Whose Theory of Consciousness is More Correct - the Mayans' or the Incans'?Submitted by Chris Gopackgoski on Fri, 04/11/2014 - 21:20
So I'm just working out the final kinks in my universal theory of consciousness, and I thought maybe I'd do some research and see if anyone else before me had figured it out, and so far no. However, it appears that both the Mayan and Inca cultures worked out what they thought was the right answer.
Please click through to wikipedia to see the 9 Mayan levels of consciousness:
"The pyramid of consciousness has defined Mayan thought since the dawn of its civilization around 2000 BCE. Shamans and priests defined consciousness as an awareness of being aware, commonly referred to as a branch of metacognition. Because consciousness incorporates stimuli from the environment as well as internally, the Mayans believed it to be the most basic form of existence.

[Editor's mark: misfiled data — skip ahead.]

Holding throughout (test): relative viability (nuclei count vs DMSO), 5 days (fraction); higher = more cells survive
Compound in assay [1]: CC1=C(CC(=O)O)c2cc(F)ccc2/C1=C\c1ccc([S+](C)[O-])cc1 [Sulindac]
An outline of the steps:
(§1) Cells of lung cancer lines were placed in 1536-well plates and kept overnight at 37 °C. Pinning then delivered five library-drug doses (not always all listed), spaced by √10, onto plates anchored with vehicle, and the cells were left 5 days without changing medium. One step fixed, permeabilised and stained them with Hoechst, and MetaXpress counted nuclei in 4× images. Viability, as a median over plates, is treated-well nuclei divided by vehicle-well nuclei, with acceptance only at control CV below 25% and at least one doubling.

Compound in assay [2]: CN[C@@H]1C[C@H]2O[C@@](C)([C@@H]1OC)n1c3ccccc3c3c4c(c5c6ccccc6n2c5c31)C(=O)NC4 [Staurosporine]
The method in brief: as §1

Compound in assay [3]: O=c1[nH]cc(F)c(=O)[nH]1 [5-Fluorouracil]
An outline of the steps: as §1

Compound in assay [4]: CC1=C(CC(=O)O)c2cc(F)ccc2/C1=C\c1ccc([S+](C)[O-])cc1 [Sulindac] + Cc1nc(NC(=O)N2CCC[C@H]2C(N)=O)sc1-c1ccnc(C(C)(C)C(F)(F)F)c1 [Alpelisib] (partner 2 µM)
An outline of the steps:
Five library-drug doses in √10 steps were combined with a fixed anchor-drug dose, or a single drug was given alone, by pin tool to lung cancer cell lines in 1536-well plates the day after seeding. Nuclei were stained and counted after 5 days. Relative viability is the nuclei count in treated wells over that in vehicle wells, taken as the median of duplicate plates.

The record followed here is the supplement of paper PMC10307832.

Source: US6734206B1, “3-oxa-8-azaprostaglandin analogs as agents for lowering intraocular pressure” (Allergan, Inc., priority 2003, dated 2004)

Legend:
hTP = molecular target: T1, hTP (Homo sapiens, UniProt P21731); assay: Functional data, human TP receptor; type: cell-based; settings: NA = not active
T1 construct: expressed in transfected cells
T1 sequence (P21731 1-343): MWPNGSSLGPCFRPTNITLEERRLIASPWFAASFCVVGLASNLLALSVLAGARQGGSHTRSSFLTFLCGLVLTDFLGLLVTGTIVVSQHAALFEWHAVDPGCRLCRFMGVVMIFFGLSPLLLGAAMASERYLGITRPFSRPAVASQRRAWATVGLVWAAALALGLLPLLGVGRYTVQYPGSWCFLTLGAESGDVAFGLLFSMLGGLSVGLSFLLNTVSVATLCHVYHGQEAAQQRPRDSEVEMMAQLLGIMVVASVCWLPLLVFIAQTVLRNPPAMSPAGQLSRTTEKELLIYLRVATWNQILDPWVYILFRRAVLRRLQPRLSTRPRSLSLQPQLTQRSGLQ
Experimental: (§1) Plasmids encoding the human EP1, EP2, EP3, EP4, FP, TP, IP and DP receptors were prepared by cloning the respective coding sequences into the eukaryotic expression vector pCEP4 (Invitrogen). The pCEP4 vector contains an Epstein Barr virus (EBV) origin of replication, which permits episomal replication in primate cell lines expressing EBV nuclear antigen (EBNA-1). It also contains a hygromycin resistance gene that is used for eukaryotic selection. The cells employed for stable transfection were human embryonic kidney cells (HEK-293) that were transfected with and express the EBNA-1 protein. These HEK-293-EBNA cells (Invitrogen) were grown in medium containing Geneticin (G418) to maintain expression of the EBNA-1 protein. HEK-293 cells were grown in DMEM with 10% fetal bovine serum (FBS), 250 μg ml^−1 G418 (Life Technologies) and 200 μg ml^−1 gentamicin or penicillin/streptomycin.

This existence, which they referred to as a loose translation of Cosmos, was made up of nine underworlds, depicted concretely through the nine-storied Pyramid of the Plumed Serpent in Chichen Itza, the Temple of the Jaguar in Tikal, and the Temple of the Inscriptions in Palenque. Within these nine underworlds are a specified "day" and "night", symbolizing periods of enlightenment, increased consciousness, and a heightened ability to interact with the universe."
Click here for the Incas 7 levels of consciousness:
"Whereas the Ancient Mayans defined consciousness in almost evolutionary terms, the Inca civilization considered it a progression of awareness and concern for others, similar to the teachings of Siddhartha Gautama."